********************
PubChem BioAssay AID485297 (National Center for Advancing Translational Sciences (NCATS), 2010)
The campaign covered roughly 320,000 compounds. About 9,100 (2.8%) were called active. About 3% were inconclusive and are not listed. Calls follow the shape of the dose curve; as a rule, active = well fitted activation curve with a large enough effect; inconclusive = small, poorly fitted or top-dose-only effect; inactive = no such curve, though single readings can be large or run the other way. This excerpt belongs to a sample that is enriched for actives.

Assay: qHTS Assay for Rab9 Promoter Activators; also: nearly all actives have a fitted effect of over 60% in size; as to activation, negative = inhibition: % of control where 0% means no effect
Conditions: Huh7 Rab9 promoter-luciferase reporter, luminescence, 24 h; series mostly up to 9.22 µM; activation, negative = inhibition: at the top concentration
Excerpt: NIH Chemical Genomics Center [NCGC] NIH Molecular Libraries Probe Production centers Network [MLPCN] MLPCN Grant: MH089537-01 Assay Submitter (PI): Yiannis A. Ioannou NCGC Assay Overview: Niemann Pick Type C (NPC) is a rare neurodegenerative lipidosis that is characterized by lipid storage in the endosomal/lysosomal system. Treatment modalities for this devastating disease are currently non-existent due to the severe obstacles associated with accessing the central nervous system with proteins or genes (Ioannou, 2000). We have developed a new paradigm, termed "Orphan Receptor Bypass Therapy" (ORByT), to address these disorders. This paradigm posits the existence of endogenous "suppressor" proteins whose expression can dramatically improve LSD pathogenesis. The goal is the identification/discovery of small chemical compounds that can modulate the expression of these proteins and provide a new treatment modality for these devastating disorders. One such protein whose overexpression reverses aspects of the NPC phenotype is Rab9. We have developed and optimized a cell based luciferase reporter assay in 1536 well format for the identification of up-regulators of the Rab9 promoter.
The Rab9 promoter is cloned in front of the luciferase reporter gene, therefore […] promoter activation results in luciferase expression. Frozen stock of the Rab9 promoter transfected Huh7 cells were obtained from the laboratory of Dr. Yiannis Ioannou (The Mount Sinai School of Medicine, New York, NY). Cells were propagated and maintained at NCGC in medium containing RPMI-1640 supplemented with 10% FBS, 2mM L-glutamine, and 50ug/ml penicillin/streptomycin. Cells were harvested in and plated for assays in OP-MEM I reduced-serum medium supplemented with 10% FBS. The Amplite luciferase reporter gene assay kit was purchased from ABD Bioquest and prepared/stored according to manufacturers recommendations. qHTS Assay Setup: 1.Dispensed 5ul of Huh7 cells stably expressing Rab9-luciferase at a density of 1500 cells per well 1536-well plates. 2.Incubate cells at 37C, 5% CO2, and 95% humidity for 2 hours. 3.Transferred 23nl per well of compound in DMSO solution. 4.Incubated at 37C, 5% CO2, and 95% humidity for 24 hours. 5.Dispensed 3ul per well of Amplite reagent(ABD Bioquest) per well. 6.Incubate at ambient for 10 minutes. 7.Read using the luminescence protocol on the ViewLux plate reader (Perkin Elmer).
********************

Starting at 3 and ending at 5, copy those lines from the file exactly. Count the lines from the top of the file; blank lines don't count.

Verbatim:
Assay: qHTS Assay for Rab9 Promoter Activators; also: nearly all actives have a fitted effect of over 60% in size; as to activation, negative = inhibition: % of control where 0% means no effect
Conditions: Huh7 Rab9 promoter-luciferase reporter, luminescence, 24 h; series mostly up to 9.22 µM; activation, negative = inhibition: at the top concentration
Excerpt: NIH Chemical Genomics Center [NCGC] NIH Molecular Libraries Probe Production centers Network [MLPCN] MLPCN Grant: MH089537-01 Assay Submitter (PI): Yiannis A. Ioannou NCGC Assay Overview: Niemann Pick Type C (NPC) is a rare neurodegenerative lipidosis that is characterized by lipid storage in the endosomal/lysosomal system. Treatment modalities for this devastating disease are currently non-existent due to the severe obstacles associated with accessing the central nervous system with proteins or genes (Ioannou, 2000). We have developed a new paradigm, termed "Orphan Receptor Bypass Therapy" (ORByT), to address these disorders. This paradigm posits the existence of endogenous "suppressor" proteins whose expression can dramatically improve LSD pathogenesis. The goal is the identification/discovery of small chemical compounds that can modulate the expression of these proteins and provide a new treatment modality for these devastating disorders. One such protein whose overexpression reverses aspects of the NPC phenotype is Rab9. We have developed and optimized a cell based luciferase reporter assay in 1536 well format for the identification of up-regulators of the Rab9 promoter.